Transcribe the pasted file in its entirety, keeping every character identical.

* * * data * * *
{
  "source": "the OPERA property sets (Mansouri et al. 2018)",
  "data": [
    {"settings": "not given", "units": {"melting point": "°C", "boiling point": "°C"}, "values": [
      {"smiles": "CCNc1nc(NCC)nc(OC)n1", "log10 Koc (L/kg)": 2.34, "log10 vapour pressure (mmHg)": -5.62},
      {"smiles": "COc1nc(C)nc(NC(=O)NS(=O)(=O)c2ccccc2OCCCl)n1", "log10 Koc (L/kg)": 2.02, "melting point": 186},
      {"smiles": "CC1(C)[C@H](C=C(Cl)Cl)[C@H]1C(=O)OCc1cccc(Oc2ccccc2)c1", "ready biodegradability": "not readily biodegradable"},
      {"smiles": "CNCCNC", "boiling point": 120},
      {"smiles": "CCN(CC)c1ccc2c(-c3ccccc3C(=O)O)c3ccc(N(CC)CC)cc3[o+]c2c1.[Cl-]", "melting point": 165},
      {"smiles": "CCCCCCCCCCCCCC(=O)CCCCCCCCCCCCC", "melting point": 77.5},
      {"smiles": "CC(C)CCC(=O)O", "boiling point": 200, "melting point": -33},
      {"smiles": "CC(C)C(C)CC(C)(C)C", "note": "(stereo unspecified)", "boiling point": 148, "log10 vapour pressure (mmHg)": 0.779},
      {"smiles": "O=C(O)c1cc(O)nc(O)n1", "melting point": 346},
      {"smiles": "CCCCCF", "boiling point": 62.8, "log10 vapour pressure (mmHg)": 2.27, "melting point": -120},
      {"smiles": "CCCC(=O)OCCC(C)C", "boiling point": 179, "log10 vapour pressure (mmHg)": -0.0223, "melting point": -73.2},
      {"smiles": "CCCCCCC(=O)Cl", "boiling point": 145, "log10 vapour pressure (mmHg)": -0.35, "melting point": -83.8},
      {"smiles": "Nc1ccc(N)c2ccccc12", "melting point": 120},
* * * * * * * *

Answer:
{
  "source": "the OPERA property sets (Mansouri et al. 2018)",
  "data": [
    {"settings": "not given", "units": {"melting point": "°C", "boiling point": "°C"}, "values": [
      {"smiles": "CCNc1nc(NCC)nc(OC)n1", "log10 Koc (L/kg)": 2.34, "log10 vapour pressure (mmHg)": -5.62},
      {"smiles": "COc1nc(C)nc(NC(=O)NS(=O)(=O)c2ccccc2OCCCl)n1", "log10 Koc (L/kg)": 2.02, "melting point": 186},
      {"smiles": "CC1(C)[C@H](C=C(Cl)Cl)[C@H]1C(=O)OCc1cccc(Oc2ccccc2)c1", "ready biodegradability": "not readily biodegradable"},
      {"smiles": "CNCCNC", "boiling point": 120},
      {"smiles": "CCN(CC)c1ccc2c(-c3ccccc3C(=O)O)c3ccc(N(CC)CC)cc3[o+]c2c1.[Cl-]", "melting point": 165},
      {"smiles": "CCCCCCCCCCCCCC(=O)CCCCCCCCCCCCC", "melting point": 77.5},
      {"smiles": "CC(C)CCC(=O)O", "boiling point": 200, "melting point": -33},
      {"smiles": "CC(C)C(C)CC(C)(C)C", "note": "(stereo unspecified)", "boiling point": 148, "log10 vapour pressure (mmHg)": 0.779},
      {"smiles": "O=C(O)c1cc(O)nc(O)n1", "melting point": 346},
      {"smiles": "CCCCCF", "boiling point": 62.8, "log10 vapour pressure (mmHg)": 2.27, "melting point": -120},
      {"smiles": "CCCC(=O)OCCC(C)C", "boiling point": 179, "log10 vapour pressure (mmHg)": -0.0223, "melting point": -73.2},
      {"smiles": "CCCCCCC(=O)Cl", "boiling point": 145, "log10 vapour pressure (mmHg)": -0.35, "melting point": -83.8},
      {"smiles": "Nc1ccc(N)c2ccccc12", "melting point": 120},